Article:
I like challenging my students, but I don't want to be a jerk about it either. I like being able to present them with a new idea, a new dilemma, a new perspective, a new scenario and see how they work their way through it or around it.
It's through this process that we find enlightenment. People learn more about a topic by working out an answer than just being told the answer. Even if the journey leading to the answer presents more questions, struggling with those questions can lead to even more answers. And so on. And so forth.
Not that there are any plain and simple answers in Pagan Edumacation. I was once told that I chose to be Pagan because I was lazy, that I didn't have make an effort to follow the rules because there is no Pagan doctrine, no Bible. There's no central Pagan authority to guide me, to keep me safe.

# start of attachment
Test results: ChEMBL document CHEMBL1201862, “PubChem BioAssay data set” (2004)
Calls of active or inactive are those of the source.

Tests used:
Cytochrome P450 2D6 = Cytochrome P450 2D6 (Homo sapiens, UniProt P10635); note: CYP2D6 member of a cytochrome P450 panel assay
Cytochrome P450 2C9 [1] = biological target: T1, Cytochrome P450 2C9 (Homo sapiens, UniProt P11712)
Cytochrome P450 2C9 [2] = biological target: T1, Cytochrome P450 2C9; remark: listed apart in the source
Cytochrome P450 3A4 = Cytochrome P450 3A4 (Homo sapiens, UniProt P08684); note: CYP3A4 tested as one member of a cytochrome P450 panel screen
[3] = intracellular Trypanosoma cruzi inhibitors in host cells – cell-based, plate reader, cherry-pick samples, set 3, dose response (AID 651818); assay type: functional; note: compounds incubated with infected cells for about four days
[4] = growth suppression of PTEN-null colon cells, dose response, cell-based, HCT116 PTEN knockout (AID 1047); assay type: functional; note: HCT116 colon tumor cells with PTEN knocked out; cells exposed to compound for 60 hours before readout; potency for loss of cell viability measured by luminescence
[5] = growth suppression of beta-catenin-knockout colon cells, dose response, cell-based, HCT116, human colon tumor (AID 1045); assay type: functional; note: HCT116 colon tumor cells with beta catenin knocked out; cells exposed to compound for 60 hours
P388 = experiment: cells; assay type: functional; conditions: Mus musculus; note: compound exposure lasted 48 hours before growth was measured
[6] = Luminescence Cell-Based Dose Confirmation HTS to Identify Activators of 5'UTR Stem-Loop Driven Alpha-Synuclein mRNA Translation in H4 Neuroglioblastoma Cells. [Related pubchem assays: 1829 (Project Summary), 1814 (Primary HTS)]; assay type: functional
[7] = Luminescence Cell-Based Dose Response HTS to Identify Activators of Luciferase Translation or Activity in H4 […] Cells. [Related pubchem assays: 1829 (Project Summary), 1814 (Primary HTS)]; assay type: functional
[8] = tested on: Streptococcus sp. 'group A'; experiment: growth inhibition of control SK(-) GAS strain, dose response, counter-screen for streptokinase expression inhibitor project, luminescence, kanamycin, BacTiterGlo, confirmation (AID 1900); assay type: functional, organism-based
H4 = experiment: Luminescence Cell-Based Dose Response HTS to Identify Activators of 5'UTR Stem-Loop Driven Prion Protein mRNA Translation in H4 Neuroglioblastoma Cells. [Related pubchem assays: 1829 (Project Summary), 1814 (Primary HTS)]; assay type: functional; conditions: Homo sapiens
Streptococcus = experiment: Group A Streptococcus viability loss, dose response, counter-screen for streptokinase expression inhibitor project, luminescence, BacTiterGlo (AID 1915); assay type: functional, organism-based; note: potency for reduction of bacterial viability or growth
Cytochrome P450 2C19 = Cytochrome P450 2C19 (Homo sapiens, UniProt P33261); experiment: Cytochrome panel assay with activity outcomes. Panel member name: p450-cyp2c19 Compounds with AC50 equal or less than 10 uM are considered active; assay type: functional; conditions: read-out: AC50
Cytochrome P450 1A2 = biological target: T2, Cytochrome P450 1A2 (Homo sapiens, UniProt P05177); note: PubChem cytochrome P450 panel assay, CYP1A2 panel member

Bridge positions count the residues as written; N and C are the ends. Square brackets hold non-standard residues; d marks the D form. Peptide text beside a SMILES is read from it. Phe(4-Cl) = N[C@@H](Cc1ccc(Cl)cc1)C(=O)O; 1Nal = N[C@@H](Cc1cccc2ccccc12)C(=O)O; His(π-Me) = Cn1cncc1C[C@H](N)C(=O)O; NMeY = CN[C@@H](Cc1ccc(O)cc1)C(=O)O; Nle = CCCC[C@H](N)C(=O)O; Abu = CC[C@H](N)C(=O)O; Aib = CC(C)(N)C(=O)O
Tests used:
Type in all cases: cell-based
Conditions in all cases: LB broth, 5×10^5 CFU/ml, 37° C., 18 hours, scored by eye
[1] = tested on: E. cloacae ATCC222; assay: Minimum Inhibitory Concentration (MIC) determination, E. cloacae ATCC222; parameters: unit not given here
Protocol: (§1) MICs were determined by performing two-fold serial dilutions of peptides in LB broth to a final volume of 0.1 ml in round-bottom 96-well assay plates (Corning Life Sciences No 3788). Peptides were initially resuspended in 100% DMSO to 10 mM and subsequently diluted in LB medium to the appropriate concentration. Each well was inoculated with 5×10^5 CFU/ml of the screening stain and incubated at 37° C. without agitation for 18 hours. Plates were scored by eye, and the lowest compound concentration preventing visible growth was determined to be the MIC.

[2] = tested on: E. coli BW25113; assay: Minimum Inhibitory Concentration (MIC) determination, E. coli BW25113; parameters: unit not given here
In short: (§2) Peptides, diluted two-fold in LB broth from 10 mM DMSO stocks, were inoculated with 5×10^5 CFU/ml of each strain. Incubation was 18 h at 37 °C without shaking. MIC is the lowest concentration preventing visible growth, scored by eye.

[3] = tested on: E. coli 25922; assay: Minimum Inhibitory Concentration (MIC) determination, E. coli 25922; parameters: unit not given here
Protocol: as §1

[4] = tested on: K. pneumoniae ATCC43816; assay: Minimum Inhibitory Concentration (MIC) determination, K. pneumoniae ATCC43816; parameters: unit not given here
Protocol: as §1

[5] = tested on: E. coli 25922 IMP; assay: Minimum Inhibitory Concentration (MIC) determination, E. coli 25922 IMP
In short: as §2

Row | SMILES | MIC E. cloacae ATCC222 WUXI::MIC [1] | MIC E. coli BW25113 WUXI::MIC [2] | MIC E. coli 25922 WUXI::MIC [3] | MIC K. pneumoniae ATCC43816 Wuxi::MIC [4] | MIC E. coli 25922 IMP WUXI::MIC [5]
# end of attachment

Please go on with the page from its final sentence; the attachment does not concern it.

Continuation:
In my opinion, being Pagan is not for the lazy because I have to find my own answers to life's questions. I have to do my own research and come up with my own answers. On top of it all, those answers can change from day to day. Everytime I think I reach the top of the mountain, the clouds part to reveal another slope.
Whereas in other "documented" faiths, they provide you with a map that clearly indicates how tall the mountain is, where to go (to be safe), and where not to go. And if you discover another mountain top, the Faith Sherpa will tell you that it's either Not There or it's a Not To Go part of the mountain.
All this to say that, while I like to unveil new parts of the mountain to my students, I'm keenly aware that there's a fine line between challenging them and being a butthead about it.
I'm learning still. They're learning still.